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  3. null (Ed.)
    To succeed in engineering careers, students must be able to create and apply models to certain problems. The different types of modeling skills include physical, mathematical, computational, graphing, and financial. However, many students struggle to define and form relevant models in their engineering courses. We are hoping that the students are able to better define and apply models in their engineering courses after they have completed the MATLAB and/or CATIA courses. We also are hoping to see a difference in model identification between the MATLAB and CATIA courses. All students in the MATLAB and CATIA courses must be able to understand and create models in order to solve problems and think critically in engineering. Students need foundational knowledge about basic modeling skills that will be effective in their course. The goal is for students to create an approach to help them solve problems logically and apply different modeling skills. 
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  4. Previous work identified an anthropogenic fingerprint pattern in 𝑇AC (𝑥, 𝑡), the amplitude of the seasonal cycle of mid- to upper tropospheric temperature (TMT), but did not explicitly consider whether fingerprint identification in satellite 𝑇AC(𝑥,𝑡) data could have been influenced by real-world multidecadal internal variability (MIV). We address this question here using large ensembles (LEs) performed with five climate models. LEs provide many different sequences of internal variability noise superimposed on an underlying forced signal. Despite differences in historical external forcings, climate sensitivity, and MIV properties of the five models, their 𝑇AC (𝑥, 𝑡) fingerprints are similar and statistically identifiable in 239 of the 240 LE realizations of historical climate change. Comparing simulated and observed variability spectra reveals that consistent fingerprint identification is unlikely to be biased by model underestimates of observed MIV. Even in the presence of large (factor of 3-4) inter-model and inter-realization differences in the amplitude of MIV, the anthropogenic fingerprints of seasonal cycle changes are robustly identifiable in models and satellite data. This is primarily due to the fact that the distinctive, global-scale fingerprint patterns are spatially dissimilar to the smaller-scale patterns of internal 𝑇AC(𝑥,𝑡) variability associated with the Atlantic Multidecadal Oscillation and the El Niño~Southern Oscillation. The robustness of the seasonal cycle D&A results shown here, taken together with the evidence fromidealized aquaplanet simulations, suggest that basic physical processes are dictating a common pattern of forced𝑇AC(𝑥,𝑡) changes in observations and in the five LEs. The key processes involved include GHG-induced expansion of the tropics, lapse-rate changes, land surface drying, and sea ice decrease.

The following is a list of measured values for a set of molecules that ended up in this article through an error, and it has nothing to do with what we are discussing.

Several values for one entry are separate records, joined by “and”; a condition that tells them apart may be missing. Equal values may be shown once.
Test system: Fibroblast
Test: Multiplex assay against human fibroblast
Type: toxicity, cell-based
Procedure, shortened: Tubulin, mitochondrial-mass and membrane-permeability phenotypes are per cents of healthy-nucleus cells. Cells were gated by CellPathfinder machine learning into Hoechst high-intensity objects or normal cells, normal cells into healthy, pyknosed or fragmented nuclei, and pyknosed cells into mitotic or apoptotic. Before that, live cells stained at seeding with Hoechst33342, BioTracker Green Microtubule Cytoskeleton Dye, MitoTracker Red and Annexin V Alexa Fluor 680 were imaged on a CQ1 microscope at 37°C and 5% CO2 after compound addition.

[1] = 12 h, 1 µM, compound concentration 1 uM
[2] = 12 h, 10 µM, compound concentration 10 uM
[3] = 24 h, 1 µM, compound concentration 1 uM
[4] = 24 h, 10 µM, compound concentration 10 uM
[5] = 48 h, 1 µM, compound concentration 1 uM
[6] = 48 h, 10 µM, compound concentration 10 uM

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  5. Engineers must understand how to build, apply, and adapt various types of models in order to be successful. Throughout undergraduate engineering education, modeling is fundamental for many core concepts, though it is rarely explicitly taught. There are many benefits to explicitly teaching modeling, particularly in the first years of an engineering program. The research questions that drove this study are: (1) How do students’ solutions to a complex, open-ended problem (both written and coded solutions) develop over the course of multiple submissions? and (2) How do these developments compare across groups of students that did and did not participate in a course centered around modeling?. Students’ solutions to an open-ended problem across multiple sections of an introductory programming course were explored. These sections were all divided across two groups: (1) experimental group - these sections discussed and utilized mathematical and computational models explicitly throughout the course, and (2) comparison group - these sections focused on developing algorithms and writing code with a more traditional approach. All sections required students to complete a common open-ended problem that consisted of two versions of the problem (the first version with smaller data set and the other a larger data set). Each version had two submissions – (1) a mathematical model or algorithm (i.e. students’ written solution potentially with tables and figures) and (2) a computational model or program (i.e. students’ MATLAB code). The students’ solutions were graded by student graders after completing two required training sessions that consisted of assessing multiple sample student solutions using the rubrics to ensure consistency across grading. The resulting assessments of students’ works based on the rubrics were analyzed to identify patterns students’ submissions and comparisons across sections. The results identified differences existing in the mathematical and computational model development between students from the experimental and comparison groups. The students in the experimental group were able to better address the complexity of the problem. Most groups demonstrated similar levels and types of change across the submissions for the other dimensions related to the purpose of model components, addressing the users’ anticipated needs, and communicating their solutions. These findings help inform other researchers and instructors how to help students develop mathematical and computational modeling skills, especially in a programming course. This work is part of a larger NSF study about the impact of varying levels of modeling interventions related to different types of models on students’ awareness of different types of models and their applications, as well as their ability to apply and develop different types of models.